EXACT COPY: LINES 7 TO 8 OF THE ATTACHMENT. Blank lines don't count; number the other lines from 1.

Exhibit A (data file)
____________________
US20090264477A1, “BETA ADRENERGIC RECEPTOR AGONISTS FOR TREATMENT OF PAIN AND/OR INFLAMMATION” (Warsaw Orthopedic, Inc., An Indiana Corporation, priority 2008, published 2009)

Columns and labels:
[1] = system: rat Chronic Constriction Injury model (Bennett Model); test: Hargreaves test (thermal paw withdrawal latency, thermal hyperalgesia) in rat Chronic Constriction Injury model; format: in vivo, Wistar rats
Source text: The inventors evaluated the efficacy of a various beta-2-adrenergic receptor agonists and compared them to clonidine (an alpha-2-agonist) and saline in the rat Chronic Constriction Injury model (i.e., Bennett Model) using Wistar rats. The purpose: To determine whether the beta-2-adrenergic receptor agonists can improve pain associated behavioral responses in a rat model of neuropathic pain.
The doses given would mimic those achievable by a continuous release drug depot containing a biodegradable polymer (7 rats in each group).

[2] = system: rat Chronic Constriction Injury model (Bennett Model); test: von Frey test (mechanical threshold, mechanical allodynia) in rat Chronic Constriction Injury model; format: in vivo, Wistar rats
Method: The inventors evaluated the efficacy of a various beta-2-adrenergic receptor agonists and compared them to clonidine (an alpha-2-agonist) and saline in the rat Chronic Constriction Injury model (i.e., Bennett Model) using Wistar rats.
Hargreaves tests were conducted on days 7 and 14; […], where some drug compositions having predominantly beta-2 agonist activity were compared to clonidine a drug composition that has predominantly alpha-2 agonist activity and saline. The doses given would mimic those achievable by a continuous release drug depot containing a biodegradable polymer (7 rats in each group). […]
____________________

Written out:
Method: The inventors evaluated the efficacy of a various beta-2-adrenergic receptor agonists and compared them to clonidine (an alpha-2-agonist) and saline in the rat Chronic Constriction Injury model (i.e., Bennett Model) using Wistar rats.
Hargreaves tests were conducted on days 7 and 14; […], where some drug compositions having predominantly beta-2 agonist activity were compared to clonidine a drug composition that has predominantly alpha-2 agonist activity and saline. The doses given would mimic those achievable by a continuous release drug depot containing a biodegradable polymer (7 rats in each group). […]